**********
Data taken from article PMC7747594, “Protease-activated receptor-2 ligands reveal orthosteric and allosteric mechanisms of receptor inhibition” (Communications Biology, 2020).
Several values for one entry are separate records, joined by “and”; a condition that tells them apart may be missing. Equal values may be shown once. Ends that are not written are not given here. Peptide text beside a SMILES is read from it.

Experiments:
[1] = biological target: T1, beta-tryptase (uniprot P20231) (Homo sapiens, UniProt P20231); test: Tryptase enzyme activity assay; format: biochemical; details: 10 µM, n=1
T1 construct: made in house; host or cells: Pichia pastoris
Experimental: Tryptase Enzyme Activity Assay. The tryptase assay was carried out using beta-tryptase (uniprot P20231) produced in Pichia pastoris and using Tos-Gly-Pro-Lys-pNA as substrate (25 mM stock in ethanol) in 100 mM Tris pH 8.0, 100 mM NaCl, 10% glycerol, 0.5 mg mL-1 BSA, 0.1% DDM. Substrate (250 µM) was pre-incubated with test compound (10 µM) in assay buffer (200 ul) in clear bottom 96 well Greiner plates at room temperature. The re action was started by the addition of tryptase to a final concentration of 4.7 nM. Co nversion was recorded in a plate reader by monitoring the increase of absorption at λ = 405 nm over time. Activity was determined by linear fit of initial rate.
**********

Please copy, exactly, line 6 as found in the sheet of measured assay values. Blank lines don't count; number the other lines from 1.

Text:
Experimental: Tryptase Enzyme Activity Assay. The tryptase assay was carried out using beta-tryptase (uniprot P20231) produced in Pichia pastoris and using Tos-Gly-Pro-Lys-pNA as substrate (25 mM stock in ethanol) in 100 mM Tris pH 8.0, 100 mM NaCl, 10% glycerol, 0.5 mg mL-1 BSA, 0.1% DDM. Substrate (250 µM) was pre-incubated with test compound (10 µM) in assay buffer (200 ul) in clear bottom 96 well Greiner plates at room temperature. The re action was started by the addition of tryptase to a final concentration of 4.7 nM. Co nversion was recorded in a plate reader by monitoring the increase of absorption at λ = 405 nm over time. Activity was determined by linear fit of initial rate.